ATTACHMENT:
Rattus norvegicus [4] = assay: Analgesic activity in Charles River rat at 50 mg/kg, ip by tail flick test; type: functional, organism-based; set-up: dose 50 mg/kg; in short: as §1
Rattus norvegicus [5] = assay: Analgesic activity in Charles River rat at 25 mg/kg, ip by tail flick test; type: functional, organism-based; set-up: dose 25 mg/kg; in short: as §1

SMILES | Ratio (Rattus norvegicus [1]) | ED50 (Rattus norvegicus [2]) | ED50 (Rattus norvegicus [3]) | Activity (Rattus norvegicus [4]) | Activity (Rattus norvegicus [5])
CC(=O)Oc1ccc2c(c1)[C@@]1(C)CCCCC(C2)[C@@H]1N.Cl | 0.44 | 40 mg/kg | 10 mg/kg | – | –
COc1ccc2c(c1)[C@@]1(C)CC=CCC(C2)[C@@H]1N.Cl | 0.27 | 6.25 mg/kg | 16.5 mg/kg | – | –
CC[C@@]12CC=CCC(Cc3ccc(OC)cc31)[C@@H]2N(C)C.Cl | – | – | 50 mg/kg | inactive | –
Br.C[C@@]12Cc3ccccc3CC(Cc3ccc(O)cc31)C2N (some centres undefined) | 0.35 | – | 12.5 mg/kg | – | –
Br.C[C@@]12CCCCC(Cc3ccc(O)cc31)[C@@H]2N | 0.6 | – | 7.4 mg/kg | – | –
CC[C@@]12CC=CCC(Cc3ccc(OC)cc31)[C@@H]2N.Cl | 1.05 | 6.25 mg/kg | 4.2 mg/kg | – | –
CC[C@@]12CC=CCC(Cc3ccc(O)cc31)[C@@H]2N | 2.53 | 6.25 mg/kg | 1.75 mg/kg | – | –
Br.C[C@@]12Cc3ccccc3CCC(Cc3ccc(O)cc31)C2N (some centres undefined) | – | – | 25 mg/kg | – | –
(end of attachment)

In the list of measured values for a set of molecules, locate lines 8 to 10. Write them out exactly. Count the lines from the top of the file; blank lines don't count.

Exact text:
Br.C[C@@]12CCCCC(Cc3ccc(O)cc31)[C@@H]2N | 0.6 | – | 7.4 mg/kg | – | –
CC[C@@]12CC=CCC(Cc3ccc(OC)cc31)[C@@H]2N.Cl | 1.05 | 6.25 mg/kg | 4.2 mg/kg | – | –
CC[C@@]12CC=CCC(Cc3ccc(O)cc31)[C@@H]2N | 2.53 | 6.25 mg/kg | 1.75 mg/kg | – | –